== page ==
Vanessa Ledesma, interim CEO and Managing Director of CHTA, added that Williams was a distinguished champion in ensuring that the region’s main economic driver was also a responsible steward of the Caribbean environment: “He was a supporter. dedicated to responsible tourism and led CAST (Caribbean Alliance for Sustainable Tourism), a CHTA initiative that provides tourism businesses with sustainability resources, best practices, and support for advocacy for sustainable advances in tourism. the Caribbean hotel and tourism sector.

“Richard was a tireless advocate for the work of CHTA and Caribbean tourism. He has always made himself available to support the important mandate of our organization. His insight and intelligence will be sorely missed, ”said Ledesma. (DH / PR)

The Caribbean Hotel and Tourism Association (CHTA) recently announced plans to host the 40th edition of the Caribbean Travel Marketplace (CTM) in April-May.
Next year.

HTA President for the Caribbean Tourism Market, Karen Whitt, said the event featured buyers and sellers of tourism products, goods and services in the region. A host country has yet to be named.

Most Caribbean destinations still face another wave of pandemic COVID-19 infections, with the Delta variant responsible for the upsurge in cases.

Due to travel and meeting issues related to COVID-19, CHTA revealed that more than 6,000 meetings were held virtually over three days during the market earlier this year, giving buyers from 20 countries the opportunity to meet connect with suppliers representing over 150 Caribbean. hotels and tourism-related businesses.

The fully virtual CTM 39 included buyers from Austria, Bahamas, Belgium, Canada, France, India, Italy, Mexico, Netherlands, Poland, Portugal, South Korea , Saint Vincent and the Grenadines, United Arab Emirates and United Kingdom. , and the United States.

According to a statement from CHTA: “In preparation for CTM 40, CHTA is setting up focus groups with members of CHTA, the association’s executive committee and tourism buyers to determine the form and function of the next conference and to ensure the broadest benefits for all participants. .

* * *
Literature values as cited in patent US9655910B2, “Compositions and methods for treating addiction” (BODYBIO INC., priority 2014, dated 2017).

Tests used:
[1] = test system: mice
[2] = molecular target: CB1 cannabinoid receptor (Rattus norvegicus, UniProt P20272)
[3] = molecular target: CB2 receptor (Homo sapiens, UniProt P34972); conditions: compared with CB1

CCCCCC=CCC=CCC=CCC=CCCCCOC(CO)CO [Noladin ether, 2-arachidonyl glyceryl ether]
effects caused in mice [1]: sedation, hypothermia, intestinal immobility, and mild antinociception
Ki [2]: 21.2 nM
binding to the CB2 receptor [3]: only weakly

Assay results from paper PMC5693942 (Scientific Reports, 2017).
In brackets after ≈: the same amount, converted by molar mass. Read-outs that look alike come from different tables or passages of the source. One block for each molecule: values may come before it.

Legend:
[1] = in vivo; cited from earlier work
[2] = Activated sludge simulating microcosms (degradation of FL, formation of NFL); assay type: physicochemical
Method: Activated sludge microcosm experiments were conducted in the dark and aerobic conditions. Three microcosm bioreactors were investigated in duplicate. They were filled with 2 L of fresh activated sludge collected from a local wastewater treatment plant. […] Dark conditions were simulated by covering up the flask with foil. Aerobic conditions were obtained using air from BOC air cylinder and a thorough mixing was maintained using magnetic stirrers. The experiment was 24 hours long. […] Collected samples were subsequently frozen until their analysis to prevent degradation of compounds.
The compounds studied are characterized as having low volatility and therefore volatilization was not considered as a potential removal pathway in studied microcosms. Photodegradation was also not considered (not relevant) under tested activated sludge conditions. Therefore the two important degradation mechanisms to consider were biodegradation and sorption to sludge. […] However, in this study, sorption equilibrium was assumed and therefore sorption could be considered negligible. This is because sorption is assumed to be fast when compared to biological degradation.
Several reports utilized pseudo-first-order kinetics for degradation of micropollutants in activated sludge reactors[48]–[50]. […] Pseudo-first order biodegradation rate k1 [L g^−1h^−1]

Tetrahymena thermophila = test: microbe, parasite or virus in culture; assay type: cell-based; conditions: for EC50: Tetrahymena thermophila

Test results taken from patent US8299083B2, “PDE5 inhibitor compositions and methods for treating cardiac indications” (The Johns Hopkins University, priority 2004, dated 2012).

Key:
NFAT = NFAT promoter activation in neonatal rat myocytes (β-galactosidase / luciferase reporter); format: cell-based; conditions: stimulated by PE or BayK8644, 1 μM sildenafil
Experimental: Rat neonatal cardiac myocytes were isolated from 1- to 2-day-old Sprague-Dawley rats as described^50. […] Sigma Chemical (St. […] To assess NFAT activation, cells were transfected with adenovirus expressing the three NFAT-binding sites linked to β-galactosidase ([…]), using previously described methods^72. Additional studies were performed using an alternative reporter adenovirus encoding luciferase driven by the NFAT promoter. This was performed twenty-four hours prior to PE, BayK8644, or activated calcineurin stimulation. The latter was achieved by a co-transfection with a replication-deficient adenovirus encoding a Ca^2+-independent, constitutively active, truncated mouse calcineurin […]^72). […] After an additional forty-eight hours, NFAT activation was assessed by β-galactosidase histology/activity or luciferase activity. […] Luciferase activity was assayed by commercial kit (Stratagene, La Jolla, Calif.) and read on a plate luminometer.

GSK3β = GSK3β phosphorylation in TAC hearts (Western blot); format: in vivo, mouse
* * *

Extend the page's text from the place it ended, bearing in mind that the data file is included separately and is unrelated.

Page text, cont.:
“In addition, under consideration, expanding the diversity of offerings, the inclusion of the travel agent community and the attraction of more small properties to join the traditional CTM mix of boutiques and big brands.

“Dealing with the pandemic and its many effects on hospitality and tourism is high on the focus group agendas to ensure that CHTA members get the best advice for the future. “

Barbados, which has been severely affected by the pandemic, is among the Caribbean states reported by the Pan American Health Organization (PAHO) for its rising infection rates.

Meanwhile, Tourism and International Transport Minister Senator Lisa Cummins insisted her department would take no knee-jerk reaction to the new variant known as Omicron.

She said: “The Department of Health has done an exemplary job all this time. They kept our borders secure; they’ve kept our people safe as best they can control it. “

She added: “I am confident that the Ministry of Health will advise, and we will comply, and we will follow because we know that the tourism sector is in recovery mode, but it is also fragile. “

Several countries have closed their borders to many countries in southern Africa where the variant was first isolated. (BMI1)